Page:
Hiring retirees will extend a skills base for a few years. Looking for gender diversity will take a few years to implement before it bears fruit and building a contingent workforce will certainly allow flexibility on a project basis especially on ultra niche skills that you don’t want to bench at any time (they’re expensive right).

    The real issue is long term supply of qualified (or part qualified) workers. Governments, schools and universities are the real creators of the workforces of tomorrow. If they look at how they can attract more students into doing more engineering based studies then the supply chain could be more viable for industry in the future.

    Apply the same principles that Google use in their employer brand to attract students to certain areas of academia and tuition and whilst we’re at it, give them valid career advice too. Advice driven by data analysis rather than sentiments of what our fathers and grandmothers did. It may sound quite radical but left-field thinking will prevent us from further storing up skills debt in our emerging workforces.

    Click the following link to read ‘Tackling the Skills Shortage in the Engineering Sector

    James Griffin

  • Keep calm call Human Resources

    Scope for HR to add More Value to Contingent Workforce Management

    A recent article on www.cwprofessionals.org, explains how ‘The search for talented contingent workers can benefit from closer involvement of HR professionals’.   Currently large aspects of Contingent Management fall under the responsibilities of procurement and line managers.  As technology makes freelancers increasingly more accessible, it can often be the case that line managers are attracting and managing contingent staff remotely, without the rest of the firm even having visibility of the process.  The wealth of recruitment, onboarding and engagement knowledge HR possess positions them to unlock extra value in the contingent hiring supply chain.

    However, the article highlighted 3 main concerns relating to Legal, Territory, and Value, that HR professionals need to overcome to contribute more to contingent worker management.

    In addition to these concerns, we thought it might be useful to complement this advice by thinking about how HR professionals could go about gaining more confidence in this area.  Broadly speaking, if you are a HR professional who wants to get more involved in CWM, then think about researching the following CWM areas in more detail:

    1) Legal – Understand the specific issues around co-employment and compliance when it comes to hiring contingent workers.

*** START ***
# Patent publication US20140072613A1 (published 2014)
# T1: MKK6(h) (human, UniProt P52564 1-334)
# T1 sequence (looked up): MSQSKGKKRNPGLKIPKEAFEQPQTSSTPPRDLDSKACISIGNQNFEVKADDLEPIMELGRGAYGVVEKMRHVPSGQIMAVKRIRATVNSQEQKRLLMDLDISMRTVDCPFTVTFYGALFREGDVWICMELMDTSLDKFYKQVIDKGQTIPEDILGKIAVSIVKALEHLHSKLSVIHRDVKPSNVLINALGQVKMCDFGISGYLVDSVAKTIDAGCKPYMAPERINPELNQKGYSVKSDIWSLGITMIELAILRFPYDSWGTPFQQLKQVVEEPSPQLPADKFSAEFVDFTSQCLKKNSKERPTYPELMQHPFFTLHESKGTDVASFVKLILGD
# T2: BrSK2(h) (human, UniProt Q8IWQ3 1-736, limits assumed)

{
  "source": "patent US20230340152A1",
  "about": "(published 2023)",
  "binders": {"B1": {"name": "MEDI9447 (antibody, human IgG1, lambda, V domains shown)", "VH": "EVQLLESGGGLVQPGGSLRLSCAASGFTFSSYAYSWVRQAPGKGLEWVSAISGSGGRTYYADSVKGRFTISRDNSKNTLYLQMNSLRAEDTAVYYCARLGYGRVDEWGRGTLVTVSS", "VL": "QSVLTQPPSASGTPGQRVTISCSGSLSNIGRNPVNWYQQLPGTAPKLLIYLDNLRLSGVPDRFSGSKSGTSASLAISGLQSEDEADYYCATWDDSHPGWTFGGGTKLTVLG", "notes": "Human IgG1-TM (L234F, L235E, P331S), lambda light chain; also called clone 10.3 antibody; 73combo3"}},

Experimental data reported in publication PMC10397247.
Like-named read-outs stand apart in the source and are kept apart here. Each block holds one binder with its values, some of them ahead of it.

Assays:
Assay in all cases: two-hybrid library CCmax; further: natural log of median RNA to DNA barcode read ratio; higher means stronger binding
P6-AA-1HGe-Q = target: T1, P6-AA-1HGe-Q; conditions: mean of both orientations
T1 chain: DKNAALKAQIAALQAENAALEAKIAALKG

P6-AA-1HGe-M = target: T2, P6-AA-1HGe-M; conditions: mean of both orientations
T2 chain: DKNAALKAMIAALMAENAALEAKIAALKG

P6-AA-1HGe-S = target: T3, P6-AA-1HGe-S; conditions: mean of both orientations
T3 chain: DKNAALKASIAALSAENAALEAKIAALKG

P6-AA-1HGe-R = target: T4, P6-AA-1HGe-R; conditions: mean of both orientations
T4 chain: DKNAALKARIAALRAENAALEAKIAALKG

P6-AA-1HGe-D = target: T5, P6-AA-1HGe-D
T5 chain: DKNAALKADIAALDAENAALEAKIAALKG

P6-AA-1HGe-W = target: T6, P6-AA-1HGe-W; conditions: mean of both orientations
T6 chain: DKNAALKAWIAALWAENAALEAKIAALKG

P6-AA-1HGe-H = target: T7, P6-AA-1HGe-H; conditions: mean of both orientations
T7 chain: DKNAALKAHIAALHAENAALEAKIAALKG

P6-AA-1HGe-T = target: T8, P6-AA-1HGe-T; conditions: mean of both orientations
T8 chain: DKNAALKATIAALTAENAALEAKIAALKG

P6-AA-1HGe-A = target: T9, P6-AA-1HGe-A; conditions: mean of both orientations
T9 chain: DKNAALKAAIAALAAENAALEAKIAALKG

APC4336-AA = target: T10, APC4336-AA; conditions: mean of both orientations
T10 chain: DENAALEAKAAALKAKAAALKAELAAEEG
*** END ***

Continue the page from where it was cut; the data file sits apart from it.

2) Contingent Worker Platforms – Familiarize yourself with the various online marketplaces and platforms where you can source and evaluate contingent talent against your projects.

    3) Technology – In addition to the CWP’s, it’s good to understand the wider contingent worker recruitment technology ecosystem, the available VMS’s and pre-employment screening tools that could help streamline your contingent management process.

    4) Resources – The likes of Staffing Industry Analysts, Spend Matters and Contingent Recruitment Tips, are great resources for keeping up to date on the latest trends.

    5) Management – Building and managing teams that integrate permanent employees and non-permanent hires (onsite and remote), can be tricky.  Investing time in yourself to address any management or project management concerns might be a good idea.


    The original article on CWP can be found HERE

  • Managing-Contingent-Costs

    Are You Measuring Your Contingent Workforce Costs?

    A recent article on the DCR Workforce Blog, called ‘Who is Managing Your Contingent Workforce Costs?‘ highlighted that as much as “60% of all contingent labor is unaccounted for in financial planning, forecasting, and budgeting within the average company”.  A truly shocking statistic if it’s true.


    From our perspective operating a Contingent Recruitment Platform, understanding and tracking contingent worker spend is definitely no trivial matter. The info sits across various systems in different parts of the business which will vary further for different types and different locations. Add to this the often reactive nature of contingent hiring and you can start to see why forecasting and budget control on CWs isn’t anywhere near the established level seen with perm staff who are simply measured via payroll systems with further comp and bens on top.

    We have seen recently the major ERP players have invested heavily to provide useful HCM solutions which can counter this inefficiency in business process . This will work for big business but for startups and SMEs I think the challenges and risks are still being understood.

    A recent CW event in Amsterdam laid bare the five stages of CW programme maturity with the crucial driver being to understand where your company is on that spectrum. Be realistic and don’t try to accelerate too quickly or you will find these type of forecasting and budget issues stored up, hidden and overlooked as the business finds a way to flex the checks and processes you put in place.